The Repair Work Begins Now
STATEMENT FROM NOVEMBER 7, 2020
Lawyers for Civil Rights has played a critical role over the last four years securing major legal relief, including nation-wide injunctions, against executive actions that would harm people of color and immigrants.
We’ve also stopped the dismantlement of long-standing federal programs designed to protect people of color and immigrants.
As our Executive Director explained on Facebook:
Our work doesn’t end today.
We have a lot of repair work to do to ensure the legal and lived equality — and dignity — of all our families and communities.
The repair works begins now.
STATEMENT FROM NOVEMBER 4, 2020
Message from our Executive Director via Facebook.
My name is Ivan Espinoza-Madrigal, and I am the Executive Director of Lawyers for Civil Rights.
I am going to speak to you this morning from a personal place, but also from an organizational perspective.
We are at a cross-road.
I am scared, but I am also hopeful.
Regardless of the election outcome, you can count on Lawyers for Civil Rights to do what we do best: Move the civil rights struggle from the streets to the courtroom. And dismantle racist institutions.
As legal first responders, at a time of so much uncertainty. At a time when many doors are closing, we are opening ours wider.
We just hired a new racial justice attorney. This is a new legal warrior who will deepen and expand our life-changing work. Dedicated to George Floyd, this attorney will work on policing and anti-discrimination. This new position will complement the cutting-edge work we’re leading with – and for – families experiencing injustice, including food and housing insecurity.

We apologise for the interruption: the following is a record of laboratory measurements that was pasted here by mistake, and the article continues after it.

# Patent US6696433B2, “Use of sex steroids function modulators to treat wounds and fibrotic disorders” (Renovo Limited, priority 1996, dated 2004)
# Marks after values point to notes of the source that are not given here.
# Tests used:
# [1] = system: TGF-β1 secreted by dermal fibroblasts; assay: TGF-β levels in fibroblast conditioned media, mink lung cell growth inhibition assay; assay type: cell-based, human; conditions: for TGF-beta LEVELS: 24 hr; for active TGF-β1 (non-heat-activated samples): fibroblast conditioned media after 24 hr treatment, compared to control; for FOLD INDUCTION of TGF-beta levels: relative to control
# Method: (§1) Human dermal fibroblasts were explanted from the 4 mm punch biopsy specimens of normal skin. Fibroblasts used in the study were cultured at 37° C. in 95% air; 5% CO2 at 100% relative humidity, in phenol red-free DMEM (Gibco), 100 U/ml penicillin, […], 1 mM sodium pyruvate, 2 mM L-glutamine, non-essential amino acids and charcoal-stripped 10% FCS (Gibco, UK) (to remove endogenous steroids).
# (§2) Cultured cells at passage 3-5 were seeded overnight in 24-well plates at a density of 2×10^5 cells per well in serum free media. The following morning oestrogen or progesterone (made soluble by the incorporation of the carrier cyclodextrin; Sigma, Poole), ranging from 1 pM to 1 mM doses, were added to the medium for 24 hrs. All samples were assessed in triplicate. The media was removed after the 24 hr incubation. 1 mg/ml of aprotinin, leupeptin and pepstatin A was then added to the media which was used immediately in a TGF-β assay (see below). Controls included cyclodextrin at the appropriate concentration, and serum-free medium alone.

Have no doubt: We’re re-doubling our fight against the terror and indignities of racism.
No one is coming to magically save us. Regardless of the outcome, we have to save ourselves – and each other. Regardless of the outcome, we have to empower ourselves – and each other. Regardless of the outcome, we have to build bridges across differences and forge alliances and partnerships. This work belongs to all of us.
And I know each of us have the capacity to advocate for ourselves, for our families, and for our communities.
In the coming days, please use your privilege and voice for good. If you are joining protests. Don’t just be a passive bystander. If you see a Black person in distress, don’t walk away or drive away. Stay. Observe. Monitor. Record. This alone can save lives in this time of uncertainty.
I am also personally inviting you to join us! There’s no silver bullet here. Just get involved. This can mean filing a case on behalf of Black driver who was racially profiled or a major class action on behalf of people of color and immigrants. If litigation is not your thing, call us to help incorporate a small Black owned business or to help a struggling mom-and-pop shop stay open in Roxbury or Chelsea.
You can also donate to fuel our life-changing work. With a shoe-string budget, even a gift of $50 is significant for Lawyers for Civil Rights. And we get the job done.
In closing, a want to say that I feel lucky, privileged, and blessed to live in this country. I can openly criticize the police. I can hold elected officials accountable. I can sue the Mayor, the Governor or Trump many times over. And I have. And I will continue to do so.
This is my experience. But any of these things would have gotten me killed in Central America. I never lose sight of that.
Don’t lose hope. I know we have more work to do, but I have deep trust in our capacity to learn, grow and change as a society.
And I have deep respect and gratitude for our values and for the rule of law.
And I have full confidence that my legal team can do this racial justice work with your support.
I have hope.
And I invite you join me.
This message is available on Facebook: